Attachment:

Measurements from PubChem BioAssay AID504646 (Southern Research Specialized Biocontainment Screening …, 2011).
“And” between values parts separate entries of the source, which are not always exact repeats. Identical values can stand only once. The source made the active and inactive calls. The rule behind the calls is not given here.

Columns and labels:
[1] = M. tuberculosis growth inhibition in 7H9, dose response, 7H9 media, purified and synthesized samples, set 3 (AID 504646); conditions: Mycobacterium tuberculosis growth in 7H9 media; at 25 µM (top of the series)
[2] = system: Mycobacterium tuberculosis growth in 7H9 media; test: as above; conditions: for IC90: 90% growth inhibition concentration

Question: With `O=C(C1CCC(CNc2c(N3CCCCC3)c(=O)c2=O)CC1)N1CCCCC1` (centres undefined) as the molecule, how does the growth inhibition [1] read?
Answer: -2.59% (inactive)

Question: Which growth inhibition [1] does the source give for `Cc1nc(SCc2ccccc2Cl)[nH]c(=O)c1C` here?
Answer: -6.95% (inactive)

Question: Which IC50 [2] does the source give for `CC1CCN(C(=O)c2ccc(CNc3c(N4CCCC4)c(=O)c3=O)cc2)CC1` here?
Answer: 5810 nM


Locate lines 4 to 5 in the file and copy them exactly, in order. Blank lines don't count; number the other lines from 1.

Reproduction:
[1] = M. tuberculosis growth inhibition in 7H9, dose response, 7H9 media, purified and synthesized samples, set 3 (AID 504646); conditions: Mycobacterium tuberculosis growth in 7H9 media; at 25 µM (top of the series)
[2] = system: Mycobacterium tuberculosis growth in 7H9 media; test: as above; conditions: for IC90: 90% growth inhibition concentration